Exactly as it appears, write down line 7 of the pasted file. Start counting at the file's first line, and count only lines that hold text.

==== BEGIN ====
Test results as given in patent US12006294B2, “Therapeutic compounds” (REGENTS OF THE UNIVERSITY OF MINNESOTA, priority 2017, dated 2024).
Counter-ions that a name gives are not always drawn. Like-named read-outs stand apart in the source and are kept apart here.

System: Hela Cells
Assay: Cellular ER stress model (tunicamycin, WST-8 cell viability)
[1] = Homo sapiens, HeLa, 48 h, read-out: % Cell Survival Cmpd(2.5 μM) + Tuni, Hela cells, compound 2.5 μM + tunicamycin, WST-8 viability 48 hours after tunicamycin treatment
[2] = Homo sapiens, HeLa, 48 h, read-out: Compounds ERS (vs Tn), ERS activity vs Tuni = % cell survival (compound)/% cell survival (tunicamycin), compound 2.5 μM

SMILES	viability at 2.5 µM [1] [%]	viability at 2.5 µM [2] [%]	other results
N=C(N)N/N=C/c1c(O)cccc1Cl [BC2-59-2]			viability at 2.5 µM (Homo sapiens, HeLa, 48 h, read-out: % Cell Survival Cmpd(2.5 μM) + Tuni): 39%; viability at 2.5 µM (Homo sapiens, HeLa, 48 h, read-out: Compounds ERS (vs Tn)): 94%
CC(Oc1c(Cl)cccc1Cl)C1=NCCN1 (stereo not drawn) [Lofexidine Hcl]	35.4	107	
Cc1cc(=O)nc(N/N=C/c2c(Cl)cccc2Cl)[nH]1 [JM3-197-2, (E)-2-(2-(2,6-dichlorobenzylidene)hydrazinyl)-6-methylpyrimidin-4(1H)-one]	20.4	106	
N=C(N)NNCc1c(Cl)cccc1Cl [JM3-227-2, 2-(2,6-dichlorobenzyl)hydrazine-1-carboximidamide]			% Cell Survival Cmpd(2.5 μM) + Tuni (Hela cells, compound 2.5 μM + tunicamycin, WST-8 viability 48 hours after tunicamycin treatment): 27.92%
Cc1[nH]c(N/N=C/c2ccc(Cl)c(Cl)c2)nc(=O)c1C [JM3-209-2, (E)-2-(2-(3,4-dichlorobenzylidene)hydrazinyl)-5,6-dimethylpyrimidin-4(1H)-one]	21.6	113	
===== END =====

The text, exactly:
SMILES	viability at 2.5 µM [1] [%]	viability at 2.5 µM [2] [%]	other results